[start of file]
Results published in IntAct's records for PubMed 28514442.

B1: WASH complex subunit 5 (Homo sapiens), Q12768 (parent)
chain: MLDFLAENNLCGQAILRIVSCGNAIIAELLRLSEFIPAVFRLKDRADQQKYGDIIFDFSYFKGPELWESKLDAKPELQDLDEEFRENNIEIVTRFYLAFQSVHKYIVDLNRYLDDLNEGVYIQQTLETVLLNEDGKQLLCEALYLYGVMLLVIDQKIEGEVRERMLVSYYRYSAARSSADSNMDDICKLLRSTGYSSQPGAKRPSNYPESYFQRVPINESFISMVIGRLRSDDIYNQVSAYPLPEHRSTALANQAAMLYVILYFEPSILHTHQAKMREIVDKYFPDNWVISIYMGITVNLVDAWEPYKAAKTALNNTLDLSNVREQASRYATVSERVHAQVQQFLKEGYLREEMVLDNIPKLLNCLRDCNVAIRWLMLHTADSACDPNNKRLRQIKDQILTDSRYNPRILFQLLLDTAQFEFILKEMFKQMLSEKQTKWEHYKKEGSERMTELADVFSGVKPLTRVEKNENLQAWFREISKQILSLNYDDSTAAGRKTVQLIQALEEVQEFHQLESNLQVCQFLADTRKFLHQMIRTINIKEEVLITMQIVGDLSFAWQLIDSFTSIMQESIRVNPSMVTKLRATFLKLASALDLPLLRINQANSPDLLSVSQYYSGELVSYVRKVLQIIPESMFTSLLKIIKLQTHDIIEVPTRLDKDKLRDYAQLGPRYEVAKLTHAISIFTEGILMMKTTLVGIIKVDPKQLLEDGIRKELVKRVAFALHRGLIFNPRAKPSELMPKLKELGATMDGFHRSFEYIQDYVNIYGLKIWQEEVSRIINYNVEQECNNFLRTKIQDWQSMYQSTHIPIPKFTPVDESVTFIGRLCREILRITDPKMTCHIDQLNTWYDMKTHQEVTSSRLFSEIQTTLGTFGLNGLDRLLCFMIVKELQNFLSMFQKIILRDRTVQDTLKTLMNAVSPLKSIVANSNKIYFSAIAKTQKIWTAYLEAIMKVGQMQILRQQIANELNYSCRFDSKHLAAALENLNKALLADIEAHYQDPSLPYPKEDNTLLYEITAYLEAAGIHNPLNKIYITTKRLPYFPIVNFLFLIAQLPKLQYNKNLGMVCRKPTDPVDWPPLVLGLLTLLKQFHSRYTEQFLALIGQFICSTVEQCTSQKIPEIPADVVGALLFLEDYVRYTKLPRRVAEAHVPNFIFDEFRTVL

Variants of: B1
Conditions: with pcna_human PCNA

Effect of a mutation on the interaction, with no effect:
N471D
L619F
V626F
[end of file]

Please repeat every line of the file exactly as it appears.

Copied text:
Results published in IntAct's records for PubMed 28514442.

B1: WASH complex subunit 5 (Homo sapiens), Q12768 (parent)
chain: MLDFLAENNLCGQAILRIVSCGNAIIAELLRLSEFIPAVFRLKDRADQQKYGDIIFDFSYFKGPELWESKLDAKPELQDLDEEFRENNIEIVTRFYLAFQSVHKYIVDLNRYLDDLNEGVYIQQTLETVLLNEDGKQLLCEALYLYGVMLLVIDQKIEGEVRERMLVSYYRYSAARSSADSNMDDICKLLRSTGYSSQPGAKRPSNYPESYFQRVPINESFISMVIGRLRSDDIYNQVSAYPLPEHRSTALANQAAMLYVILYFEPSILHTHQAKMREIVDKYFPDNWVISIYMGITVNLVDAWEPYKAAKTALNNTLDLSNVREQASRYATVSERVHAQVQQFLKEGYLREEMVLDNIPKLLNCLRDCNVAIRWLMLHTADSACDPNNKRLRQIKDQILTDSRYNPRILFQLLLDTAQFEFILKEMFKQMLSEKQTKWEHYKKEGSERMTELADVFSGVKPLTRVEKNENLQAWFREISKQILSLNYDDSTAAGRKTVQLIQALEEVQEFHQLESNLQVCQFLADTRKFLHQMIRTINIKEEVLITMQIVGDLSFAWQLIDSFTSIMQESIRVNPSMVTKLRATFLKLASALDLPLLRINQANSPDLLSVSQYYSGELVSYVRKVLQIIPESMFTSLLKIIKLQTHDIIEVPTRLDKDKLRDYAQLGPRYEVAKLTHAISIFTEGILMMKTTLVGIIKVDPKQLLEDGIRKELVKRVAFALHRGLIFNPRAKPSELMPKLKELGATMDGFHRSFEYIQDYVNIYGLKIWQEEVSRIINYNVEQECNNFLRTKIQDWQSMYQSTHIPIPKFTPVDESVTFIGRLCREILRITDPKMTCHIDQLNTWYDMKTHQEVTSSRLFSEIQTTLGTFGLNGLDRLLCFMIVKELQNFLSMFQKIILRDRTVQDTLKTLMNAVSPLKSIVANSNKIYFSAIAKTQKIWTAYLEAIMKVGQMQILRQQIANELNYSCRFDSKHLAAALENLNKALLADIEAHYQDPSLPYPKEDNTLLYEITAYLEAAGIHNPLNKIYITTKRLPYFPIVNFLFLIAQLPKLQYNKNLGMVCRKPTDPVDWPPLVLGLLTLLKQFHSRYTEQFLALIGQFICSTVEQCTSQKIPEIPADVVGALLFLEDYVRYTKLPRRVAEAHVPNFIFDEFRTVL

Variants of: B1
Conditions: with pcna_human PCNA

Effect of a mutation on the interaction, with no effect:
N471D
L619F
V626F